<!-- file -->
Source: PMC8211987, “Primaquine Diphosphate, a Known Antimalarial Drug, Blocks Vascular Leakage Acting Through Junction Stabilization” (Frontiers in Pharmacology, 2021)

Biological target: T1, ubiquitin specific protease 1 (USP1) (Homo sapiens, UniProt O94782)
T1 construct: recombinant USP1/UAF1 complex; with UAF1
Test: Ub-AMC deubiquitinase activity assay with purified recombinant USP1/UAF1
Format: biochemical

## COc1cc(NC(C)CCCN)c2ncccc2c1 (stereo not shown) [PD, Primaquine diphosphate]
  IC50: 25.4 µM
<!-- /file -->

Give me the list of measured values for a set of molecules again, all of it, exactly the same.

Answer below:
Source: PMC8211987, “Primaquine Diphosphate, a Known Antimalarial Drug, Blocks Vascular Leakage Acting Through Junction Stabilization” (Frontiers in Pharmacology, 2021)

Biological target: T1, ubiquitin specific protease 1 (USP1) (Homo sapiens, UniProt O94782)
T1 construct: recombinant USP1/UAF1 complex; with UAF1
Test: Ub-AMC deubiquitinase activity assay with purified recombinant USP1/UAF1
Format: biochemical

## COc1cc(NC(C)CCCN)c2ncccc2c1 (stereo not shown) [PD, Primaquine diphosphate]
  IC50: 25.4 µM